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Spokane, Washington  Est. May 19, 1883
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Even Site Of Hearing Stirs Controversy

The crowd that gathers for a U.S. Senate hearing on Saturday could fill every motel in this central Washington farm town.

Could, that is, if there were any motels to fill.

“Several people have contacted us, asking if there are spaces for RVs, and where are the motels,” said Judy Esser, mayor of the town of 2,000.

Like most people in town, Esser wants locals to control the Columbia River and the counties to decide the future of Wahluke Slope.

Conservationists say the strong opposition to federal control is the only reason the hearing is being held in Mattawa rather than Tri-Cities. A 1995 survey sponsored by the Lower Columbia Basin Audubon Society showed 76 percent of voters in Richland, Kennewick and Pasco favored federal protection.

Sen. Slade Gorton, R-Wash., picked the site and will chair the hearing. Last year, Gorton helped defeat the bill that will be discussed Saturday.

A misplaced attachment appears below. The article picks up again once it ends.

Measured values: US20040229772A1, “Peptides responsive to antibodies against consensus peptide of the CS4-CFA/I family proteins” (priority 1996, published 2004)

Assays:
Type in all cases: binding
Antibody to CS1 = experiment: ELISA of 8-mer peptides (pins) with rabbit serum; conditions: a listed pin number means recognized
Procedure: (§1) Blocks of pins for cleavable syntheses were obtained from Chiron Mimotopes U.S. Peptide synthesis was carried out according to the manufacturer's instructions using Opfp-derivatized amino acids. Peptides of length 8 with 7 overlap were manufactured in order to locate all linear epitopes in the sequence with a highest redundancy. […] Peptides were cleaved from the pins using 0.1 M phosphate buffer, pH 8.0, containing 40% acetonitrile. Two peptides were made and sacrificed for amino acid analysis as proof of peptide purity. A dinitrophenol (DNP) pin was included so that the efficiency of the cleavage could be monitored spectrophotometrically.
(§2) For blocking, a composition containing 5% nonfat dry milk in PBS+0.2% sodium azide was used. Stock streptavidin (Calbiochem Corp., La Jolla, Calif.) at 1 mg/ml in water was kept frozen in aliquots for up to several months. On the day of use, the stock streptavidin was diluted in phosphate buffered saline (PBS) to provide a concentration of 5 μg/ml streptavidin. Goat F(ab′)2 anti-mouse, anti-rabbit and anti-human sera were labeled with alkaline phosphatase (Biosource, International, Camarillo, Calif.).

“Sen. Gorton is saying the 150,000 people who live down here aren’t as important as the people who live in Mattawa,” said the Audubon Society’s Rick Leaumont.

Gorton spokeswoman Melissa Dollaghan said Mattawa was a good choice because it’s close to the Reach, centrally located and has a building large enough to handle the crowd.

“Obviously, there was discussion about several different locations,” said Dollaghan, who didn’t know why the Tri-Cities were ruled out.

Wahluke School District Superintendent Bill Miller said the school gymnasium holds 700 people. If the parking lot fills, Miller said, cars will be parked on the playground.

No one knows how many people to expect. The activist group Save The Reach hopes to fill a bus for the 50-mile drive from Tri-Cities. Audubon members are bringing picket signs in case they can’t get in the building.

The state farm bureau is urging its members to attend, but has lots of competition.

“You’ve got cherries going on, you’ve got asparagus, the hay’s down” and ready to bale, said Bob Whitelatch. “We don’t get Saturdays off like the guys in town, the Audubon people.”

, DataTimes

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